7 Mistakes You Make With Closing Gifts

You want to make a lasting impression on your client at the end of a transaction, but it could be the wrong kind if you’re not paying attention.

February 10, 2015

Showing thanks to your clients with a closing gift is a traditional way many real estate professionals seal up a transaction. A closing gift not only serves as a special treat to your home buyers and sellers, but it can also help make you more memorable long after a transaction ends. After all, expressing gratitude can be a powerful motivator in getting clients to use your services again down the road, studies have shown.

But even with the best of intentions, your gift-giving gesture can backfire if you’re not careful. Here are some closing gift offenses to avoid:

  1. Making it all about you: That engraved wall clock with your company’s logo etched in the middle really is the perfect gift — for you. Your intention is that your client will remember you every time they glance at the time. But in all honesty, what’s the likelihood that a clock with your name plastered all over the front will end up tucked away in their attic? “It’s not about you,” says sales coach Liz Wendling, who works with real estate companies on maximizing their business potential. “Make your gift client-centered, not agent-centered. If you give them a gift that is egotistical or something they won’t enjoy, it isn’t going to be used to remember you by.” You needn’t have your name and logo in all caps all over your gift for them to remember your kind gesture. As long as it’s a thoughtful gift, they’ll remember you, Wendling says.
  2. Not listening: You’ll miss the opportunity to give your clients a truly heartfelt gift if you don’t tune in to their likes and dislikes. “When you’re driving around with them showing properties, they may mention a favorite restaurant — which you could give them a gift card to — or maybe how they’ll be taking a cruise soon, and you could give them money to spend for that,” Wendling says. “Clients are dropping hints all the time. This is one way you can make yourself more memorable, by giving them a gift from listening closely to their likes and dislikes. They’ll feel even more touched by your gesture.”
  3. Choosing the wrong time to give: Traditionally, the closing gift is something agents present to clients right after closing. But you may find they’ll appreciate your gift even more if you wait. “A gift can lose its impact if it’s not delivered in the right place or the right time,” Wendling says. If your clients just purchased or sold a house, they undoubtedly have a lot on their minds after closing. Your gift could wind up in a stack or pile that gets overlooked later on. Instead, consider giving them a gift 30 days or even 90 days after closing. It provides a perfect way to follow up and get face-to-face with them again.
  4. Not giving the gift in person: Sending your gift in the mail or leaving it at your clients’ doorstep means you’ll miss a perfect excuse to deepen your relationship by checking on how they’re doing. You’ll also be passing up an opportunity to ask for referrals, Wendling says. Contact your clients and say: “I bought a gift to thank you for your business, and I’d like to drop it off in person.” This is where you can weave in asking for a referral in a nurturing, kind way. You’re not just asking for five friends they can connect you with. Instead, you’re using the gift as a subtle way to meet with them again and throw in a “by the way, if you happen to know of anyone else I can help, please send them my name.”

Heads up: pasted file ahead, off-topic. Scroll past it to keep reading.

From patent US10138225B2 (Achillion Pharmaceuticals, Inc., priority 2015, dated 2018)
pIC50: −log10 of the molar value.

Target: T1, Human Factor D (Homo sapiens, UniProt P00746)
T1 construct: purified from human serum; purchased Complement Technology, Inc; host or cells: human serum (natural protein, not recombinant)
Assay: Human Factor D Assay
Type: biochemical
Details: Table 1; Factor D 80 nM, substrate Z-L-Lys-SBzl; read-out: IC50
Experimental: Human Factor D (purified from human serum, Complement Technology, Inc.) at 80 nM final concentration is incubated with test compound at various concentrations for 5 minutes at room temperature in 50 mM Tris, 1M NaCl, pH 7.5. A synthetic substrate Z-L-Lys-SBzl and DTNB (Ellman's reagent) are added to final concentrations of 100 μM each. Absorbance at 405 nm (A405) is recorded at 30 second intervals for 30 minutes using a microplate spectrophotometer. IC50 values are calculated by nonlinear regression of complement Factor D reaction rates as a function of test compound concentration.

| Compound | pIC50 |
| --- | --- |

5. Deducting too much — or not enough — on your taxes: The IRS allows you to deduct some of your business gift-giving, but make sure you stay within the legal limits for your deductions. Check out IRS Publication 463 for the guidelines. In general, you are allowed to deduct no more than $25 for business gifts to each person during a tax year.
  6. Accidentally offending your client: A gift of wine would be the wrong choice for a recovering alcoholic or someone who doesn’t drink due to religious reasons. Your gourmet sweets also may be a bad choice for someone with an allergy to nuts or dairy. To play it safe, Wendling recommends giving your customers a choice of three gifts. At the end of closing, say: “I usually like to give my clients a little gift after they do business with me. I often do one of three things; which one would you like?” By allowing them to select the gift from your three options, they may be more appreciative of it, and you don’t have to fear you gave the wrong gift.  
  7. Not giving anything: “You don’t have to spend a fortune,” Wendling says. “You give based on what you can afford and what you think it’s worth.” Yet some real estate professionals are adamant that they shouldn’t be expected to give a gift in return for their service. Like it or not, closing gifts have almost become an expectation among many buyers and sellers. Giving nothing could backfire and may make some clients feel snubbed, Wendling says.

You can avoid all of these closing-gift mistakes, but remember that your client’s satisfaction doesn’t rest on it. “Honestly, they’ll remember you much more by how you treated them than by your gift,” Wendling says. “But you’re using a closing gift to build your reputation, showing thoughtfulness and using it as another opportunity to connect with your clients on a deeper level.”